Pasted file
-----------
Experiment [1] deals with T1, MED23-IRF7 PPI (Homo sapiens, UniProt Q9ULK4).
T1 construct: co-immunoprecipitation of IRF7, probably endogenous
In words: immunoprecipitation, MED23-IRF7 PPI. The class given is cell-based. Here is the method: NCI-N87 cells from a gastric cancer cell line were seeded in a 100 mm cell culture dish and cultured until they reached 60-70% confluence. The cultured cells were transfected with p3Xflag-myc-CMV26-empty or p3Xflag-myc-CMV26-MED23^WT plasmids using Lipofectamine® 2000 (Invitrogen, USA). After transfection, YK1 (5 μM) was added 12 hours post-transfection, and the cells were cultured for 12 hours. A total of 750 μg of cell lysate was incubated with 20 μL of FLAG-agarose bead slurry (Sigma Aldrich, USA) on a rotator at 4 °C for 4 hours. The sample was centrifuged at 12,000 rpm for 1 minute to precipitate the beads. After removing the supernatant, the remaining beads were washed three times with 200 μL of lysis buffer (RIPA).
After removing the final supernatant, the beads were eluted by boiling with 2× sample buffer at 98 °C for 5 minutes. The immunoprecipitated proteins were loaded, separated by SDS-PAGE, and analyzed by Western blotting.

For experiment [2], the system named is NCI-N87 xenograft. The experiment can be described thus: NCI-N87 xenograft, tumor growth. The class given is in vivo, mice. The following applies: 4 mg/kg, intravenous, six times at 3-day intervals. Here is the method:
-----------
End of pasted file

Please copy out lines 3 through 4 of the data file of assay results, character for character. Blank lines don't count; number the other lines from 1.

In words: immunoprecipitation, MED23-IRF7 PPI. The class given is cell-based. Here is the method: NCI-N87 cells from a gastric cancer cell line were seeded in a 100 mm cell culture dish and cultured until they reached 60-70% confluence. The cultured cells were transfected with p3Xflag-myc-CMV26-empty or p3Xflag-myc-CMV26-MED23^WT plasmids using Lipofectamine® 2000 (Invitrogen, USA). After transfection, YK1 (5 μM) was added 12 hours post-transfection, and the cells were cultured for 12 hours. A total of 750 μg of cell lysate was incubated with 20 μL of FLAG-agarose bead slurry (Sigma Aldrich, USA) on a rotator at 4 °C for 4 hours. The sample was centrifuged at 12,000 rpm for 1 minute to precipitate the beads. After removing the supernatant, the remaining beads were washed three times with 200 μL of lysis buffer (RIPA).
After removing the final supernatant, the beads were eluted by boiling with 2× sample buffer at 98 °C for 5 minutes. The immunoprecipitated proteins were loaded, separated by SDS-PAGE, and analyzed by Western blotting.